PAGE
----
The Origin of the Word Bimbo

Jillian A. asks: Who invented the word bimbo?

bimboDepending on whom you ask, bimbo can be an insult or just a description. Usually implying a lack of intelligence, and often combined with physical attractiveness and promiscuity, today bimbo is often used to describe someone who isn’t that bright, and gets by on her (or his) looks (or wealth). And this meaning isn’t too far away from the word’s origins.

The Oxford English Dictionary credits the November issue of The American Magazine (page 69) as the first to put bimbo into print with the line: “Nothing but the most heroic measures will save the poor bimbo.”

Originally referring to a foolish or inconsequential man, and in particular in a contemptuous way, bimbo was derived from the Italian word bambino (baby), and it retained this meaning through the early part of the 20th century, as seen in P.G. Wodehouse’s Bill the Conqueror (1924) where he referred to an entitled doofus as “the bimbo Pyke.”

At this same time, bimbo was also applied to women. In 1920, Irving Berlin published a song by Grant Clarke (words) and Walter Donaldson (music) titled My Little Bimbo Down on the Bamboo Isle. Although not explicit, this use of bimbo incorporates the connotations of attractiveness and sexual promiscuity, as the illustrated cover of the sheet music depicts a carefree, pretty, dancing woman making eyes with a leering young sailor.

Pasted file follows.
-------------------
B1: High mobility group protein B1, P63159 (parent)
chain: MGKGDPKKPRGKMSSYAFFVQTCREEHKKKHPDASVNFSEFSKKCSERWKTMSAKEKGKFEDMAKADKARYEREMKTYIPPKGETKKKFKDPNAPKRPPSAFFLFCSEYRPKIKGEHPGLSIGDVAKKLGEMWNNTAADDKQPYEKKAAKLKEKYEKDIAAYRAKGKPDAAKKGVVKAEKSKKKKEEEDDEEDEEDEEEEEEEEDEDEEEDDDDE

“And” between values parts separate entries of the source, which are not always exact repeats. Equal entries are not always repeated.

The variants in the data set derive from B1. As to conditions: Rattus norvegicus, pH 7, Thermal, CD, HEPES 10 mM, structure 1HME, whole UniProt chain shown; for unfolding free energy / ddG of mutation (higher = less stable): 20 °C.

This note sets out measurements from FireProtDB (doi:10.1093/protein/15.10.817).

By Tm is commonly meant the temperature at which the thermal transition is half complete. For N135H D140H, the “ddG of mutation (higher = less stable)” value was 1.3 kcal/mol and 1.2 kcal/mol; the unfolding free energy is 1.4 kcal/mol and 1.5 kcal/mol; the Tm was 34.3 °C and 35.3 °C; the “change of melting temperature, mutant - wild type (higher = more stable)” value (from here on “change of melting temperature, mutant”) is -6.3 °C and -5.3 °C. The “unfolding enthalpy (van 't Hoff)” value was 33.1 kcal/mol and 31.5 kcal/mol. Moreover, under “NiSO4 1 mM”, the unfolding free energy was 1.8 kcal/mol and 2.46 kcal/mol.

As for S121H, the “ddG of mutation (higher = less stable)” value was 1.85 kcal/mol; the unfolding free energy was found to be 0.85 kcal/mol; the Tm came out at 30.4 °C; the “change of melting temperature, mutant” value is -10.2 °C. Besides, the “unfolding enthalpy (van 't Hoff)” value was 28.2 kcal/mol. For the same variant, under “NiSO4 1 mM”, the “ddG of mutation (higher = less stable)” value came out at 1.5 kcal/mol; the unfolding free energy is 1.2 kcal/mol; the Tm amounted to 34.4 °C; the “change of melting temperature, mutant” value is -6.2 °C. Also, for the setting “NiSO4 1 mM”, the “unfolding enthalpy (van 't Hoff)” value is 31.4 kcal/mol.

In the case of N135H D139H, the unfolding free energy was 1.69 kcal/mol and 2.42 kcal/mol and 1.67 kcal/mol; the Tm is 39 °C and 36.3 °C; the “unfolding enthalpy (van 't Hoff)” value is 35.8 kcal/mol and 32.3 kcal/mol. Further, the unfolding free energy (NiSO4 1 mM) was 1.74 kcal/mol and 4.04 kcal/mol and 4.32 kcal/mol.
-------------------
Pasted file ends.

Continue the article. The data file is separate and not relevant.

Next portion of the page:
It was also being used to describe a voluptuous woman in 1920, as shown in Irving Zeiman’s The American Burlesque Show: “This Dix bimbo is a dangerous woman . . . a sassy girl with . . . more than a figure – a physique.”

Jack Conway of Vanity Fair is reputed to have popularized the word with the connotation of an unintelligent but sexually attractive woman in the late 1920s, and by 1937, it was being paired with blond hair, such as in Detective Fiction Weekly’s: “We found Durken and French LaSeur, seated at a table . . .with a pair of blond bimboes beside them.”

Going in and out of fashion for several decades, bimbo had a resurgence in the late 1980s, with 1987 being dubbed “The Year of the Bimbo” as a series of scandals that year all prominently featured beautiful young women right at the center of the controversies.